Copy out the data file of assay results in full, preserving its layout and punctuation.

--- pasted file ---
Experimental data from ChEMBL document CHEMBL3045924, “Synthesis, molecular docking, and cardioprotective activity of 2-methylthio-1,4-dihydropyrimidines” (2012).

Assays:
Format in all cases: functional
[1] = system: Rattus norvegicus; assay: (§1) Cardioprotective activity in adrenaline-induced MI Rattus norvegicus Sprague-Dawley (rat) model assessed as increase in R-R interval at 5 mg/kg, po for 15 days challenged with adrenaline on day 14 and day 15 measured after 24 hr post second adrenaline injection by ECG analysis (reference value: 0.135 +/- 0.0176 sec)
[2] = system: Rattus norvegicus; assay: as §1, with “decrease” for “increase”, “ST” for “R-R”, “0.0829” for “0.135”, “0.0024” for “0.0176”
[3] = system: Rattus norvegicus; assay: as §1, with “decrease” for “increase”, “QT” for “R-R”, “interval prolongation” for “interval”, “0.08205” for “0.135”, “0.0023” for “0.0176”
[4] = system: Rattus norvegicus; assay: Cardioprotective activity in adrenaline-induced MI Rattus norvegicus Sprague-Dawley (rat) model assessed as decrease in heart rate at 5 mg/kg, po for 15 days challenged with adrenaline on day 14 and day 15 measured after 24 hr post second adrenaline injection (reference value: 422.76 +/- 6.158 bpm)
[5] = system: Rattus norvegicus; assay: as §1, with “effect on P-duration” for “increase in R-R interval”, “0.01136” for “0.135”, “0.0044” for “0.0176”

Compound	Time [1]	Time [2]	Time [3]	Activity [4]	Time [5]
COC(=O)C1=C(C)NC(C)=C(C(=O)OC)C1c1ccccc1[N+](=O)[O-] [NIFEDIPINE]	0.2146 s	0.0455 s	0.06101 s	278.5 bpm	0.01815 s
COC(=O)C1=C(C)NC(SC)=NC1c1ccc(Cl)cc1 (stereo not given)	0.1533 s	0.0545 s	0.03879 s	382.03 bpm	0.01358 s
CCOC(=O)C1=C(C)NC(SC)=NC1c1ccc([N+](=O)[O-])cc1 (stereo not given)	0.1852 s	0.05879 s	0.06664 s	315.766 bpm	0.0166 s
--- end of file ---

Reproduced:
Experimental data from ChEMBL document CHEMBL3045924, “Synthesis, molecular docking, and cardioprotective activity of 2-methylthio-1,4-dihydropyrimidines” (2012).

Assays:
Format in all cases: functional
[1] = system: Rattus norvegicus; assay: (§1) Cardioprotective activity in adrenaline-induced MI Rattus norvegicus Sprague-Dawley (rat) model assessed as increase in R-R interval at 5 mg/kg, po for 15 days challenged with adrenaline on day 14 and day 15 measured after 24 hr post second adrenaline injection by ECG analysis (reference value: 0.135 +/- 0.0176 sec)
[2] = system: Rattus norvegicus; assay: as §1, with “decrease” for “increase”, “ST” for “R-R”, “0.0829” for “0.135”, “0.0024” for “0.0176”
[3] = system: Rattus norvegicus; assay: as §1, with “decrease” for “increase”, “QT” for “R-R”, “interval prolongation” for “interval”, “0.08205” for “0.135”, “0.0023” for “0.0176”
[4] = system: Rattus norvegicus; assay: Cardioprotective activity in adrenaline-induced MI Rattus norvegicus Sprague-Dawley (rat) model assessed as decrease in heart rate at 5 mg/kg, po for 15 days challenged with adrenaline on day 14 and day 15 measured after 24 hr post second adrenaline injection (reference value: 422.76 +/- 6.158 bpm)
[5] = system: Rattus norvegicus; assay: as §1, with “effect on P-duration” for “increase in R-R interval”, “0.01136” for “0.135”, “0.0044” for “0.0176”

Compound	Time [1]	Time [2]	Time [3]	Activity [4]	Time [5]
COC(=O)C1=C(C)NC(C)=C(C(=O)OC)C1c1ccccc1[N+](=O)[O-] [NIFEDIPINE]	0.2146 s	0.0455 s	0.06101 s	278.5 bpm	0.01815 s
COC(=O)C1=C(C)NC(SC)=NC1c1ccc(Cl)cc1 (stereo not given)	0.1533 s	0.0545 s	0.03879 s	382.03 bpm	0.01358 s
CCOC(=O)C1=C(C)NC(SC)=NC1c1ccc([N+](=O)[O-])cc1 (stereo not given)	0.1852 s	0.05879 s	0.06664 s	315.766 bpm	0.0166 s